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Audio Texture Resynthesis

Spectrograms of the audio signals later in the post.

Left: spectrogram of a child singing. Right: spectrogram of resynthesized audio.


I was alerted to audio texture resynthesis methods by a student of mine who was interested in the collaborative work of researcher Vincent Lostanlen, musician Florian Hecker, and several others [Lostanlen2019] [Lostanlen2021] [Andén2019] [Muradeli2022]. Their efforts are built on an analysis method called “Joint Time-Frequency Scattering” (JTFS) based on the Continuous Wavelet Transform. In an attempt to understand the work better, I binged a wavelet transform textbook, [1] implemented a simplified version of JTFS-based resynthesis, and and briefly exchanged emails with Lostanlen. His helpful answers gave me the impression is that while JTFS is a powerful analysis technique, resynthesis was more of a side project and there are ways to accomplish similar effects that are more efficient and easier to code without compromising too much on musicality.

Audio texture resynthesis has some history in computer music literature [Schwartz2010], and some researchers have used resynthesis to help understand how the human brain processes audio [McDermott2011].

After some experimentation with these methods, I found that it’s not too hard to build a simple audio texture resynthesizer that exhibits clear musical potential. In this blog post, I’ll walk through a basic technique for making such a system yourself. There won’t be any novel research here, just a demonstration of a minimum viable resynthesizer and my ideas on how to expand on it.


The above-mentioned papers have used fancy techniques including the wavelet transform and auditory filter banks modeled after the human ear. However, I was able to get decent results with a standard STFT spectrogram, then using phase reconstruction to get time-domain audio samples. The full process looks like this:

  1. Compute a magnitude spectrogram \(S\) of the time-domain input signal \(x\). A fairly high overlap is advised.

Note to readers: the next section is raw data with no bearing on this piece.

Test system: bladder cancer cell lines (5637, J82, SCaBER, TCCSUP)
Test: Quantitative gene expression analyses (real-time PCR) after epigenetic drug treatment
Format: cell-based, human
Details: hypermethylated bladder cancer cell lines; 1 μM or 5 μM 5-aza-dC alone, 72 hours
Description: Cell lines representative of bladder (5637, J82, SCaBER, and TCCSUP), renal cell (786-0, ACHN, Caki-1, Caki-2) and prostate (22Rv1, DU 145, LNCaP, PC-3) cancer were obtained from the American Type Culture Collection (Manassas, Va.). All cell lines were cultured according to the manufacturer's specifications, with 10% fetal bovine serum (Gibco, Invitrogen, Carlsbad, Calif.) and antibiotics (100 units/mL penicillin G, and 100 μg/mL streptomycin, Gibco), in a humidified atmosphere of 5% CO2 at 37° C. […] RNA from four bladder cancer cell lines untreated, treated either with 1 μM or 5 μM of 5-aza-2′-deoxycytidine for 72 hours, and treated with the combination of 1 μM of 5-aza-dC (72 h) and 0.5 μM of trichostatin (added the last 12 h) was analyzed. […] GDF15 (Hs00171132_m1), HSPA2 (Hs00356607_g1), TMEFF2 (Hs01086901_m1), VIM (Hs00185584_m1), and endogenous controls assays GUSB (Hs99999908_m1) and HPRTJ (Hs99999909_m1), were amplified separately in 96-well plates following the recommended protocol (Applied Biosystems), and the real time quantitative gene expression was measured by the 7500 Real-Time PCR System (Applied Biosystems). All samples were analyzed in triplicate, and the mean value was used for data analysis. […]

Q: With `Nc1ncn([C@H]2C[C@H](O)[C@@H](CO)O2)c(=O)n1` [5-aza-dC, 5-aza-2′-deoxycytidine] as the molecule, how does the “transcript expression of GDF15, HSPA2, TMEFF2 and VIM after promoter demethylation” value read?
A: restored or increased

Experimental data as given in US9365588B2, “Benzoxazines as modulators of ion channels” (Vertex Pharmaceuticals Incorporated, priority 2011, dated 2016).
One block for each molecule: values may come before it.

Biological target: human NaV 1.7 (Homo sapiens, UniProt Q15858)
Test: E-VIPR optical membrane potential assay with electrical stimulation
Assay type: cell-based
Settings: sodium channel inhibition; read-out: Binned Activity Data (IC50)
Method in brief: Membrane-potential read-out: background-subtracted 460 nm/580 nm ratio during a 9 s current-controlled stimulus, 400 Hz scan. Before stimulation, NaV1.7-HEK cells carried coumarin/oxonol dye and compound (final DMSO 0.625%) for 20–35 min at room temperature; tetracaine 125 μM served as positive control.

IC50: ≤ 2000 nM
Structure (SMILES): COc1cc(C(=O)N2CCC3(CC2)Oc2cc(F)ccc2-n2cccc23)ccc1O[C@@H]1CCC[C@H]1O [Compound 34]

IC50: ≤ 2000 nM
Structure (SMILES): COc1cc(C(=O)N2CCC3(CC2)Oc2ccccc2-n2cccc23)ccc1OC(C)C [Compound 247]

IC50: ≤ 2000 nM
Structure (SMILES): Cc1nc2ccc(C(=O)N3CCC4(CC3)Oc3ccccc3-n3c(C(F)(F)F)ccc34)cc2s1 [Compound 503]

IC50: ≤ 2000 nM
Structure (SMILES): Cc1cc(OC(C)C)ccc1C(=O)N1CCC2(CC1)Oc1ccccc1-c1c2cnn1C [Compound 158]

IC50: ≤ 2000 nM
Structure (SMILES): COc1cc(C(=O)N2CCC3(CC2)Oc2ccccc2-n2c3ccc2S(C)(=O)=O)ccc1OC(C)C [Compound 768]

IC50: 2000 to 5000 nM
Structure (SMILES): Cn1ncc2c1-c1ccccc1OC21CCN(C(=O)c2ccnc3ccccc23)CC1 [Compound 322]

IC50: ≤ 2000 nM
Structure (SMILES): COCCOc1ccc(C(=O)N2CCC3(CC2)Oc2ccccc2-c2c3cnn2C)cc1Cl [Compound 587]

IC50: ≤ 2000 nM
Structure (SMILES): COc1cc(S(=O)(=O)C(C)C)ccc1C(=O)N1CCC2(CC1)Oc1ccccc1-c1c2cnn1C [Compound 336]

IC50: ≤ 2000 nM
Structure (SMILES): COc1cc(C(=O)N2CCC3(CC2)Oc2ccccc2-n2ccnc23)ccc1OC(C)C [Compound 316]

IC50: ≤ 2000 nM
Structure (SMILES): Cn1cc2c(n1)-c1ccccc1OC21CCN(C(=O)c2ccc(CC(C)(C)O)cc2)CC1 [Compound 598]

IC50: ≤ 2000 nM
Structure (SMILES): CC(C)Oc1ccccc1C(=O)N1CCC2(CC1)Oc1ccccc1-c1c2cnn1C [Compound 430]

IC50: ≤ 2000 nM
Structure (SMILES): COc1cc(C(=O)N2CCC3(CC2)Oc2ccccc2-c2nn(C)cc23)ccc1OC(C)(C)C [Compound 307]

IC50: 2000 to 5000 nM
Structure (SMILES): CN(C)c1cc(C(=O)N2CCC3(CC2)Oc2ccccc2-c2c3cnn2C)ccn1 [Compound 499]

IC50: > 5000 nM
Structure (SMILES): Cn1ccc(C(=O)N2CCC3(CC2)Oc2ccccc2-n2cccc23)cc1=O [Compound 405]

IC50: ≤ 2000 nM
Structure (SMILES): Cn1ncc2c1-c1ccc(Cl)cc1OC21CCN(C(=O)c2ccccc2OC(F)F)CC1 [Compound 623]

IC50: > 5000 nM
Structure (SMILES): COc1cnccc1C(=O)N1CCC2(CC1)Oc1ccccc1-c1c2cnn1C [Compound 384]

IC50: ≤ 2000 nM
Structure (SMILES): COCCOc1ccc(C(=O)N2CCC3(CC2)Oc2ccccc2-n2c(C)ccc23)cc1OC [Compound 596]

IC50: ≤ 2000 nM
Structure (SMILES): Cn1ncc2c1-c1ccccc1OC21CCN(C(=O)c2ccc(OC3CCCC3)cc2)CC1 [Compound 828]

2. Compute any number of feature vectors \(F_1(S),\, F_2(S),\, \ldots,\, F_n(S)\) and define their concatenation as \(F(S)\).

  3. Initialize a randomized magnitude spectrogram \(\hat{S}\).

  4. Use gradient descent on \(\hat{S}\) to minimize the error \(E(\hat{S}) = ||F(S) - F(\hat{S})||\) (using any norm such as the squared error).

  5. Use phase reconstruction such as the Griffin-Lim algorithm on \(\hat{S}\) to produce a resynthesized signal \(\hat{x}\).

The cornerstone of making this algorithm work well is that we choose an \(F(S)\) that’s differentiable (or reasonably close). This means that the gradient \(\nabla E\) can be computed with automatic differentiation (classical backpropagation). As such, this algorithm is best implemented in a differentiable computing environment like PyTorch or Tensorflow.

The features \(F(S)\), as well as their relative weights, greatly affect the sound. If \(F(S)\) is highly time-dependent then the resynthesized signal will mimic the original in evolution. On the other hand, if \(F(S)\) does a lot of pooling across the time axis then the resynthesized signal will mostly ignore the large-scale structure of the input signal. I’m mostly interested in the latter case, where \(F(S)\) significantly “remixes” the input signal and disregards the overall structure of the original.

We will represent \(S\) as a 2D tensor where the first dimension is frequency and the second is time. As a matrix, each row is an FFT bin, and each column a frame.

If using a fancy alternative to the magnitude spectrogram such CWT or cochlear filter banks, you may have to do gradient descent all the way back to the time-domain samples \(x\). These analysis methods break down to linear frequency transforms that produce complex numbers followed by computing the absolute value of each bin, so differentiability is maintained.

Bin-specific statistics

A simple feature is to take the mean magnitude over time for each frequency bin. Using only this feature and no others, resynthesis produces noise colored according to the time-averaged spectrum of the original signal.